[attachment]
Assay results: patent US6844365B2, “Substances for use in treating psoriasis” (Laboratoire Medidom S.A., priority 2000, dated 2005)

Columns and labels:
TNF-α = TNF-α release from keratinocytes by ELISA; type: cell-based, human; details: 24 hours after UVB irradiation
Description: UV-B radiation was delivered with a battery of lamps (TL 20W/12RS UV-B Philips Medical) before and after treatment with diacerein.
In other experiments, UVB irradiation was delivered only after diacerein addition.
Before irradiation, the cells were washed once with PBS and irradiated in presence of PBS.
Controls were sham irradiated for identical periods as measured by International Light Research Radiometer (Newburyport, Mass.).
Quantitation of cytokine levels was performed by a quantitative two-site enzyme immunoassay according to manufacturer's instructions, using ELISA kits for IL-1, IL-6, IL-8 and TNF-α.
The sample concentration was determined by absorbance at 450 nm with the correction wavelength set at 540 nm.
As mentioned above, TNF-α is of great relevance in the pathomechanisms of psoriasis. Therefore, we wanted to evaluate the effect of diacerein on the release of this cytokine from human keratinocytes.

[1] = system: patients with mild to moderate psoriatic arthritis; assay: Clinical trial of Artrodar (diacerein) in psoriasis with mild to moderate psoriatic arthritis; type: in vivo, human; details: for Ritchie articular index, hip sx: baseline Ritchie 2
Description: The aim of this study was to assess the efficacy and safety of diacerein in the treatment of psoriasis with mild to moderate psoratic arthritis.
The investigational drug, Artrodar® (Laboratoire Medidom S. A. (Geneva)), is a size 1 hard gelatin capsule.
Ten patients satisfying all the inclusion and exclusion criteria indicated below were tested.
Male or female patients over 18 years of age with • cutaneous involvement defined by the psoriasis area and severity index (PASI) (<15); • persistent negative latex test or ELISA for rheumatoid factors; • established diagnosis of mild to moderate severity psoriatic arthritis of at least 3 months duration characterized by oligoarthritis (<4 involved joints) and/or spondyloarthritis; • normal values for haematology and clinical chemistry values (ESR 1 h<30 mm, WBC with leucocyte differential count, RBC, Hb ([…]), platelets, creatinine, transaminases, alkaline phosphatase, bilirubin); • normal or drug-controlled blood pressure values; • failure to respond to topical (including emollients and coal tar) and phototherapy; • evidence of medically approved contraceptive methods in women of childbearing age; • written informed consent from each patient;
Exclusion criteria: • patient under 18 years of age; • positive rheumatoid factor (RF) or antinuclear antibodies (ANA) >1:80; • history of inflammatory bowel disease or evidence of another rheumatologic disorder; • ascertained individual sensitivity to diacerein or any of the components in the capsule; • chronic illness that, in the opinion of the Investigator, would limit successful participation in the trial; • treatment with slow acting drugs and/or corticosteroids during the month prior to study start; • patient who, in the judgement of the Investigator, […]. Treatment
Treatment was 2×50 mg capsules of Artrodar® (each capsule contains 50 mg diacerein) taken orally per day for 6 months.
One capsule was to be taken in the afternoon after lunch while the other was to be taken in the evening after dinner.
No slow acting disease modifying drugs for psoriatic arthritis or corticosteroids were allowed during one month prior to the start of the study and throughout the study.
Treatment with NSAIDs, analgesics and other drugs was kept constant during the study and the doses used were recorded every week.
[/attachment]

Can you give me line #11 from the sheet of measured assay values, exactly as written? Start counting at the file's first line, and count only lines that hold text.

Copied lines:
[1] = system: patients with mild to moderate psoriatic arthritis; assay: Clinical trial of Artrodar (diacerein) in psoriasis with mild to moderate psoriatic arthritis; type: in vivo, human; details: for Ritchie articular index, hip sx: baseline Ritchie 2